I believe that in the time of CDs, cassettes, and large library collections, there was some kind of passion towards one’s collections since there was some kind of effort put behind it. From getting the money to buy the CD or book, to appreciation to the person that gave it as a present. There was also some kind of pride in having it and the fact that there was an action that had to precede been able to listen to it or read it- made it more special. For instance, to play the CD, you had to put it inside your Walkman and hit play or put it inside a stereo while gathered with the family. I believe there was also some kind of social aspect into it and that’s another thing that made it more special. In the other hand, today, we can access music and books easily since they are all over the internet, but the achievement feeling when having and the social aspect/effort behind are totally gone.
All in all, I disagree with Dibbell when he criticizes Benjamin for feeling such love and appreciation towards his book collection. Aren’t we all allowed to feel like that towards something that we’re proud of or put some effort in? I’m sure he would appreciate how the internet has evolved and allowed everyone to access information, as me, but also would still fell proud of his collection and enjoy the smell of a brand new book.
When reading Unpacking My Library by Walter Benjamin I found that a collector may collect items but that is not the reason behind collecting. If someone is given a room full of junk, it is nothing more than a room full of junk. When that stuff is collected over time and each item has a story behind it, then it becomes a collection. The emotional attachment to things is what makes a collection altogether, and at the same time it is only viewed as valuable in the eyes of the beholder. Others can marvel at what one has in crates, on shelves or in rooms filled to the top, but no one can have that same connection, that same love as the one who has acquired all of their treasures. Benjamin talked of his dusty crates and to me that is all that they would be, after his stories and all that he had to say about each individual book they are still only dusty books and a story I will soon forget. I do not have the connection to the books, so even though I know the stories they do not stick with me. I will remember the one time I was told about books and the passion he showed while educating me on his adventures but will not remember any individual item. Another thing that I noticed in his writing was when he was at the auction and the other man kept out bidding him on the books he really wanted. From that I can process that people only want what other people want, they may not care at all for the item but they just want to make sure that no one else has it. This represents the slow transformation of our society, in showing that we have become so materialistic that we will spend money on something that is unnecessary in order to out shine someone else. A collection is seen be outsiders as an abundance of items owned by one person but for the collector it is so much more.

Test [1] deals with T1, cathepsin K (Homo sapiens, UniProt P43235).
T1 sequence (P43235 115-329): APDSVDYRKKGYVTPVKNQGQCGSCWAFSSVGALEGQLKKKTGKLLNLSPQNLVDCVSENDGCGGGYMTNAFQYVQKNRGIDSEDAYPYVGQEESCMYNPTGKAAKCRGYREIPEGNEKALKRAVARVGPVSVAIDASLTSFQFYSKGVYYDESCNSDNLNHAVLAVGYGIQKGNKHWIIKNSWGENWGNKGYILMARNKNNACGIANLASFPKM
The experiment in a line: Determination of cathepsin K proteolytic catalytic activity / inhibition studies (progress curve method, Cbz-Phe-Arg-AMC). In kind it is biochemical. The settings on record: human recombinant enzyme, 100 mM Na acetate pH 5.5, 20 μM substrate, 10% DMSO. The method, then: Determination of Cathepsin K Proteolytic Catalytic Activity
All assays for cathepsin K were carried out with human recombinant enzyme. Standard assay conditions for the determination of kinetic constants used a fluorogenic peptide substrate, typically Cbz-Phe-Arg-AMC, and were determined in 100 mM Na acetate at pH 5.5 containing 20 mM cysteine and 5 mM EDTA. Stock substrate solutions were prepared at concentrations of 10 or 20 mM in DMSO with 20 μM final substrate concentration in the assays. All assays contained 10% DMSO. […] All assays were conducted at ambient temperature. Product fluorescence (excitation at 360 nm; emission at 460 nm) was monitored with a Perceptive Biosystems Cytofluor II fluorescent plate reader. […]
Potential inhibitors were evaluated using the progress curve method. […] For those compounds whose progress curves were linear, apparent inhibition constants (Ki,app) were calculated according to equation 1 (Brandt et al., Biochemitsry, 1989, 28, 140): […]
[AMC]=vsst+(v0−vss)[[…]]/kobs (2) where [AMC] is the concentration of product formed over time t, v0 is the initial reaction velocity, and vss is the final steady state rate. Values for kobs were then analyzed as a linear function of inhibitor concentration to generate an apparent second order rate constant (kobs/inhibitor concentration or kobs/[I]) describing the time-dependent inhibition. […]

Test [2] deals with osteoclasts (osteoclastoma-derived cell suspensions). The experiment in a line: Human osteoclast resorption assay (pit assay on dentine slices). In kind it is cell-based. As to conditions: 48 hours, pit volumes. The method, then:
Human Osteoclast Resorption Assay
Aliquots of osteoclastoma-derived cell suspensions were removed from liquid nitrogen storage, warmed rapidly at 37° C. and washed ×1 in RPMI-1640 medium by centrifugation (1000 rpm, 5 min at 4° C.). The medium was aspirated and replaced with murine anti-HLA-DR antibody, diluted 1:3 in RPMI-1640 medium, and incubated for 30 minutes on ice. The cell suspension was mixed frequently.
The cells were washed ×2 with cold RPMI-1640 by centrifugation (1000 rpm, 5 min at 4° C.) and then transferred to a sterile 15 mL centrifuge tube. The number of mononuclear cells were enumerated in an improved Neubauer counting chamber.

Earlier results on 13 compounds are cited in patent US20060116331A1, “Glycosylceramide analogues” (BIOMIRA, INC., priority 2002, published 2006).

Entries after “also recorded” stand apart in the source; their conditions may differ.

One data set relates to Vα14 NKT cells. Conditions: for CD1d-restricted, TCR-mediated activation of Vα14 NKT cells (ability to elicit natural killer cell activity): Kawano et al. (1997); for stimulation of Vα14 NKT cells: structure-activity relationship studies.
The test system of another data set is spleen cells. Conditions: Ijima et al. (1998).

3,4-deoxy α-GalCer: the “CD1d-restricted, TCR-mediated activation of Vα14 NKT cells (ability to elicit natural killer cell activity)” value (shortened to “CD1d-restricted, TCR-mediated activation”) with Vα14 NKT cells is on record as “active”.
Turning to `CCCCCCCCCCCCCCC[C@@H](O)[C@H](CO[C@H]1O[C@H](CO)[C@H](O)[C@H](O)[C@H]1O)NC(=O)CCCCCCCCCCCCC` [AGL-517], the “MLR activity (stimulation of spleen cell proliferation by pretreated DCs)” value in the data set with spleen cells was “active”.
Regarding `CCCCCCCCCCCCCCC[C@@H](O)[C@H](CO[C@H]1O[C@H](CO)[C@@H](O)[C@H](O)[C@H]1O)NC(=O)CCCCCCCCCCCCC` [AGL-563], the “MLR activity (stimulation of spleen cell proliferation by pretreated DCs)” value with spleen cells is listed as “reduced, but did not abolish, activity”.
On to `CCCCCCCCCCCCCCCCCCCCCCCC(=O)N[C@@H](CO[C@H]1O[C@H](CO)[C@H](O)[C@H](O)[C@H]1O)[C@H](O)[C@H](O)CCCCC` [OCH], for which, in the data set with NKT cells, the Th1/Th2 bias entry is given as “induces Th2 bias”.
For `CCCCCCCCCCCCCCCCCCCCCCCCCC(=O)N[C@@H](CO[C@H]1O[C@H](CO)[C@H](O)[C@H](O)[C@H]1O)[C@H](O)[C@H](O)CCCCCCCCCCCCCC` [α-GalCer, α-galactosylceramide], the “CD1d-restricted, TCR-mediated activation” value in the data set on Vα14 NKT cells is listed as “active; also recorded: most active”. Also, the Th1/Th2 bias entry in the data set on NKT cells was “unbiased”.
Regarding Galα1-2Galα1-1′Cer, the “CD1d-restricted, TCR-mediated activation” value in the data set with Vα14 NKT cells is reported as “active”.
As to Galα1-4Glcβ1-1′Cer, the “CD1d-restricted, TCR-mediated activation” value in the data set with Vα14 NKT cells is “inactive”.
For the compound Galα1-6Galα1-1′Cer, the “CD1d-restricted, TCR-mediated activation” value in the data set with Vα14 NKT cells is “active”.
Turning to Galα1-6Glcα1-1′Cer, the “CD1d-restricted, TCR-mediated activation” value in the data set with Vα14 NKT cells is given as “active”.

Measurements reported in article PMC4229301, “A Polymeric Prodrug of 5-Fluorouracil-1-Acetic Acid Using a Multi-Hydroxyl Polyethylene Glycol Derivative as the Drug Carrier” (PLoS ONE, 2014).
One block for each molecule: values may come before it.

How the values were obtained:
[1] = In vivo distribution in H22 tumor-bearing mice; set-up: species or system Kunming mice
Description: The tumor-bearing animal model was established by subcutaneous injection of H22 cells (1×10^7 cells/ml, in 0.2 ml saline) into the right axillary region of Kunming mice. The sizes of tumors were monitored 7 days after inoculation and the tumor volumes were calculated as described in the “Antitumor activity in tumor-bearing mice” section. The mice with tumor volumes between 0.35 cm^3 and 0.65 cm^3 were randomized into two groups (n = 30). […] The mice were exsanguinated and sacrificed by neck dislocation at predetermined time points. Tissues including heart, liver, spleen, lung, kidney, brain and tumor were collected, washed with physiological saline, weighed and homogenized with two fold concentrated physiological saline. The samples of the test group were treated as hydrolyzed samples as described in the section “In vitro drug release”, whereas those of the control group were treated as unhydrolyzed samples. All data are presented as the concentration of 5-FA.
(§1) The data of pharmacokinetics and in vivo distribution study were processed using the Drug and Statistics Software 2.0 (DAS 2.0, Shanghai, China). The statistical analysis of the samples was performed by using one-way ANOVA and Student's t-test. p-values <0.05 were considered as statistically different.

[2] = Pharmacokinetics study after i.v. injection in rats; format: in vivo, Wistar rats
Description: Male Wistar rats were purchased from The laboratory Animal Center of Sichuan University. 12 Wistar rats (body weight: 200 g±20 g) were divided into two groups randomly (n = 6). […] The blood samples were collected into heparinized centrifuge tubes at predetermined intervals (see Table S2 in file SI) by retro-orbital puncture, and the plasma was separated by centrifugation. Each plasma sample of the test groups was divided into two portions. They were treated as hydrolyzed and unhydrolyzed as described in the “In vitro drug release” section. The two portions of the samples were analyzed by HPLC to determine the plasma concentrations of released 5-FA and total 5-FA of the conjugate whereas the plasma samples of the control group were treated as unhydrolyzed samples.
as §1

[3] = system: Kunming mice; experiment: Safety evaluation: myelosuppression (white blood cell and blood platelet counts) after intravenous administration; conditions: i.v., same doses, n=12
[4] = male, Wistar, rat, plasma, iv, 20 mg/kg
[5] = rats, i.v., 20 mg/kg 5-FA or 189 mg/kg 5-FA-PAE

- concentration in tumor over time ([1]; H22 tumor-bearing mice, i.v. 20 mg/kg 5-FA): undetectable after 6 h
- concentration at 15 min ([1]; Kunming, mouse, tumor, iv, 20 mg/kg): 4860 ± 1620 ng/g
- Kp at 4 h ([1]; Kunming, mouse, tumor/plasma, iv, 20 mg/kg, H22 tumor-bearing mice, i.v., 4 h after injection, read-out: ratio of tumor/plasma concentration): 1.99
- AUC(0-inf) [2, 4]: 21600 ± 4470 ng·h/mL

October 23, 2014
Unpacking my Library talked about a man’s love for collecting books. Not just for the sake of reading them but the reading explained that to acquire a book isn’t simply about having the information it possess but also about the story of where the book has been, who has read it, and how it crossed its path with his. In this way, his experience collecting was a more than what other experienced when they walked into a book store looking for gifts or something to pass the time on a train. I almost think he pitied those who sought new editions or “luxury editions” because they miss out on the character and life only a used book has. Those who buy the new plain version miss out on what he thinks to be the most important part of the experience of getting a new book.
In Unpacking my Record Collection, Dibbell talked about converting his records and CD’s into MP3 files by using his computer. He explained that he thought this was a good idea because now it made music easier to upload and share with anyone. He used websites like “Napster” to share his music wiith strangers and also take music from them as well. He thinks about who these people are and what they are going to do with his music. He goes on to explain that a college boy who had his own collection of makeshift CD’s also had a love of collecting music and compiling it, not to have the music itself but to have so much information and in turn, history compiled onto a few CD’s that hung on his wall.
I think Benjamin would be appalled by this method of collecting and sharing. He talked about the sacredness of having a relic with a story and history behind it, Dibbell talked about having information files as being glorious. Files that were stripped from their places of origin like CD’s and records that would have the story, in this way, one is glorifying having the actual piece while the other focuses on the essence of the file – stripped and sterile, with no story behind it.
In “Unpacking my Library” by Walter Benjamin, he talks about his relationship, as a collector, to his collection of old books. He links his collecting of books to his relationship with information contained within his book collection. In regards to whether collectors, such as himself, actually read the contents within every item that is added to the collection, he quotes from Anatole Francis when answering a question from a philistine who was “admiring his library” and asks, “And have you read all of these books Monsieur Francis?’ ‘ Not one-tenth of them. I don’t suppose you use your Sevres China every day?”(62). This analogy parallels to the point that Benjamin is trying to convey to the readers on his relationship with information. He asserts that the act of collecting books is not solely to gain knowledge, but to admire and obtain something that has a set of intrinsic value to the collector who is able to appreciate it for it’s history, content, and at times, its rarity. Furthermore, it seems almost counter-intuitive at first glance, that a collector has a vast collection of books, not for informational purposes but for its meaning to the collector when first sought out. However, as Benjamin delves into the reason why he has a vast collection of book, its for the memories that are brought about when first acquiring the item and the history and sense of nostalgia that was never lived by the collector but is well appreciated for.